Pocketblog has gone back to basics. This is part of an extended management course.
Management is not about doing things: it is about getting things done. So a large part of your responsibility is allocating work among your team and developing people to take on more demanding challenges. Delegation – getting other people to do aspects of your work – is a part both of effective working and of developing people.
Whilst there are lots of poor reasons for delegating – like off-loading unpleasant tasks, or abdicating responsibility – there are many positive benefits to you, to your team, and to your organisation.
Exercise 1: The Reasons to Delegate?
Make a list of all of the good reasons to delegate. To help you, consider the question from three perspectives:
- How can you benefit?
- How can your team members benefit?
- How can your organisation benefit?
Failure to delegate
The problem is that many managers constantly find excuses for not delegating; even when they know they ought to for many of the reasons you have probably identified. What are yours?
Exercise 2: Excuses for Not Delegating
Here are some excuses I commonly encounter. For each of these, how would you counter the excuse?
- “I’d be better off doing it myself”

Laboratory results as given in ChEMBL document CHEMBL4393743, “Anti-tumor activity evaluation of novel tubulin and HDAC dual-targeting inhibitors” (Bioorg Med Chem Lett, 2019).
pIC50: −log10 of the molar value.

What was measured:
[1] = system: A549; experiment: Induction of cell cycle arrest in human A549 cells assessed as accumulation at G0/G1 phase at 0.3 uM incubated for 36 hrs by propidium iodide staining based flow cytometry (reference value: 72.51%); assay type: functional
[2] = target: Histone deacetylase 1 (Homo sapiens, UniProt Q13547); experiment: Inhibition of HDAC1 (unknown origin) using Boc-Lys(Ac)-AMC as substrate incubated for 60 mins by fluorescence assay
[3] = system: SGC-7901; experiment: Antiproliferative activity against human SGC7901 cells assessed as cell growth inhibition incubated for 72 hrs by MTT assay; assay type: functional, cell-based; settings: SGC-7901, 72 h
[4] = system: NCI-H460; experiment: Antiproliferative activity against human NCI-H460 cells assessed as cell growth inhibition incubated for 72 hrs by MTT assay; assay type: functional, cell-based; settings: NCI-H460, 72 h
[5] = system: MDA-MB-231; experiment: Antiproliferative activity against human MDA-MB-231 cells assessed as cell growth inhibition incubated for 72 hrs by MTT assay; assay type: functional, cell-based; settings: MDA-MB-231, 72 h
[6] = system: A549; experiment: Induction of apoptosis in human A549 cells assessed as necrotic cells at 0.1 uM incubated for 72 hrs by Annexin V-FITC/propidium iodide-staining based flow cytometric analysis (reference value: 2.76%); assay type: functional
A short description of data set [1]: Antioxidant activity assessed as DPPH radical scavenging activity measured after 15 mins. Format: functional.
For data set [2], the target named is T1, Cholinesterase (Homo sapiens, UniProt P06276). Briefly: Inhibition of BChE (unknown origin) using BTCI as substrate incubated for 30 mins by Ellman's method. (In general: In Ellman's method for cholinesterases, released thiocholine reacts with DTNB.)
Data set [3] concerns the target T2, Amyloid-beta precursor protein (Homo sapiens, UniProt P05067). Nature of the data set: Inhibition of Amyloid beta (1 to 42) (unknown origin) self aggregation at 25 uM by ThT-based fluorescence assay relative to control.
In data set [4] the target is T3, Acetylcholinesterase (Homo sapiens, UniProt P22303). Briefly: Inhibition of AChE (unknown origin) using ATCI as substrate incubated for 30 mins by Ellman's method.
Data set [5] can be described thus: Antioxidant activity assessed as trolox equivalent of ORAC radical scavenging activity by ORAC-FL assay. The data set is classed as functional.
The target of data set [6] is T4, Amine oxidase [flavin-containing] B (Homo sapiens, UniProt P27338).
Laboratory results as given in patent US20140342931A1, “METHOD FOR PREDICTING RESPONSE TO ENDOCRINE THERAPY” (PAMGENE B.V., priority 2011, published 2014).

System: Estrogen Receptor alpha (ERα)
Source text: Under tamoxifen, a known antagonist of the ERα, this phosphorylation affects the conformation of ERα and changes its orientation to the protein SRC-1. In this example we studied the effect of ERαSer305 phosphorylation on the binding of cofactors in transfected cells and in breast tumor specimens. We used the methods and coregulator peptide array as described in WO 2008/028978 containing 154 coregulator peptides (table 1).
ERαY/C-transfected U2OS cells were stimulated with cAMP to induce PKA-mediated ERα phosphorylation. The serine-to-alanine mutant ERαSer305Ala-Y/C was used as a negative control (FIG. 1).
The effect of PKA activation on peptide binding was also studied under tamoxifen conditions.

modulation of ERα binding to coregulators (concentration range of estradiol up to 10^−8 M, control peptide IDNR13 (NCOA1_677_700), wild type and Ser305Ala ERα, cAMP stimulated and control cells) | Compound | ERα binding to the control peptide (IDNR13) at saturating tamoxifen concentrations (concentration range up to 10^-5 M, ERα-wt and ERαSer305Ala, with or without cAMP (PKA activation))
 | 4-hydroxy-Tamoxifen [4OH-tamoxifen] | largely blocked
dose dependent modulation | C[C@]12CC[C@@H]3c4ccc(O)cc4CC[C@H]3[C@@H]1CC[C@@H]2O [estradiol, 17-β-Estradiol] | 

- “I don’t want to overload my staff”
- “I don’t have the time to delegate”
- “I know exactly how I want it done”
- “If I ask him/her to do it, he/she will be nagging me every five minutes”
How to Delegate
Some people use these excuses simply because they don’t feel comfortable with the process of delegation. Indeed, many guides either make it seem like a big deal, or they miss out an important aspect of the process, leaving people wondering why it fails. So let’s look at the basic delegation process.
Step 1. Matching
Understand the task, its level of importance and urgency, and the risks associated with it. Then consider the people available to you, and their abilities, strengths, preferences, and their existing commitments. Also think about their development routes. Now match the task to the most suitable person.
Step 2. Briefing
Brief effectively. Taking time to do this properly is an investment that will result in fewer interruptions, a greater chance of innovation and excellence, and a reduced chance of mistakes and failures.
Step 3. Commitment
After you have briefed and answered any questions, ask if they:
- Understand the task required
- Can carry out the task required – do they have the ability and availability?
- Believe the resources and time allocated are sufficient for the task required
Then ask for their commitment to do the task required. In return, offer your commitment to support and monitor the process.
Step 4. Monitoring
An important part of risk management and of developing the person you have delegated to is to monitor their performance. Monitor more or less frequently, depending on your level of confidence and certainty, and the level of risk. Remember: when you delegate a task, you retain responsibility for it.
Step 5. Feedback
When the job is done, offer objective feedback on performance and listen to what they have to say about their experience and any concerns. Recognise the work done and contribution made, reward it with thanks and praise, and highlight what the person can learn from their experience.